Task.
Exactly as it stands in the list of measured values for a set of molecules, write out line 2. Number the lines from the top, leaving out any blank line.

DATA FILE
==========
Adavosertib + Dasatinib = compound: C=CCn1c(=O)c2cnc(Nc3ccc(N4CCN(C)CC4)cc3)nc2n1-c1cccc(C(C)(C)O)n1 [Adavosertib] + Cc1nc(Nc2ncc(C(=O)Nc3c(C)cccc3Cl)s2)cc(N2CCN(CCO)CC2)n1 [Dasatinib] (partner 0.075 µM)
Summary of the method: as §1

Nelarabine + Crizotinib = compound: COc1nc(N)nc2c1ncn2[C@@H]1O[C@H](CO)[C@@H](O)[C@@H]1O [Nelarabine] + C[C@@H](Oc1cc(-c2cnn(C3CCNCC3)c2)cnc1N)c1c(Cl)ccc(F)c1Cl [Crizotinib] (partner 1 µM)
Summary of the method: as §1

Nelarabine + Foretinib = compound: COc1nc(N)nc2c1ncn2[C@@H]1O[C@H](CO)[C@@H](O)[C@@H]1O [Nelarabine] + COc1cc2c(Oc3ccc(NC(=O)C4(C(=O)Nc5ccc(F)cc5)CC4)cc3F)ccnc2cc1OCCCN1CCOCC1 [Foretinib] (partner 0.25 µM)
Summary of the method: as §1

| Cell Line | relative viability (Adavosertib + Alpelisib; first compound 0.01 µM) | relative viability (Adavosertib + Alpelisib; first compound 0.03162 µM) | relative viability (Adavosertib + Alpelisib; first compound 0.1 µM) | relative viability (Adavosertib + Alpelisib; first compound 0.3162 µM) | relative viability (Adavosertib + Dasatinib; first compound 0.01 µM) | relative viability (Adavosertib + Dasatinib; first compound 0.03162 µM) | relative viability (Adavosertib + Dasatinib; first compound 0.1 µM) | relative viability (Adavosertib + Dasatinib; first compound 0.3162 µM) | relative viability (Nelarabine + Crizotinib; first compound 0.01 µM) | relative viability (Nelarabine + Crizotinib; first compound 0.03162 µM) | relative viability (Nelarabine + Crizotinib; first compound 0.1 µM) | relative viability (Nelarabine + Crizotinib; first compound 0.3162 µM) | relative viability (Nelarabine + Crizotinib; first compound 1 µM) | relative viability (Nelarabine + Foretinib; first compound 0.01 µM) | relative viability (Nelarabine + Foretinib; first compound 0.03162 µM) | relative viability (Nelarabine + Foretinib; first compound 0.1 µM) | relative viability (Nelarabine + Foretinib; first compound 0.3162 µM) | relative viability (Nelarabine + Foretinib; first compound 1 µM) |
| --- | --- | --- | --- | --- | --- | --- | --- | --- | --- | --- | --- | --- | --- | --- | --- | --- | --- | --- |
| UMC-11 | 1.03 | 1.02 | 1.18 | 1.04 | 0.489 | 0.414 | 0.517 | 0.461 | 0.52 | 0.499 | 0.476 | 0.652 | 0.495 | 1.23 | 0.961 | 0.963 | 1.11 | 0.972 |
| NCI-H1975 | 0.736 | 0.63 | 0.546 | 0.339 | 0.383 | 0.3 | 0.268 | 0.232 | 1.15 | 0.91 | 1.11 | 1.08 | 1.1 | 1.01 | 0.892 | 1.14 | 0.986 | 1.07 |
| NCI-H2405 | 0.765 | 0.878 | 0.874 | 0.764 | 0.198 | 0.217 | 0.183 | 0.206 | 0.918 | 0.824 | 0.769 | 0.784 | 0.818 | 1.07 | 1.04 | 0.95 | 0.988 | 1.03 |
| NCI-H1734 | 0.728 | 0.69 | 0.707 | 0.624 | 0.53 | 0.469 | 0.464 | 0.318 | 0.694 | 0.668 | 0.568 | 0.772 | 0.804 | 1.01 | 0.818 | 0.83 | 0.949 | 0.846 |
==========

Summary of the method: as §1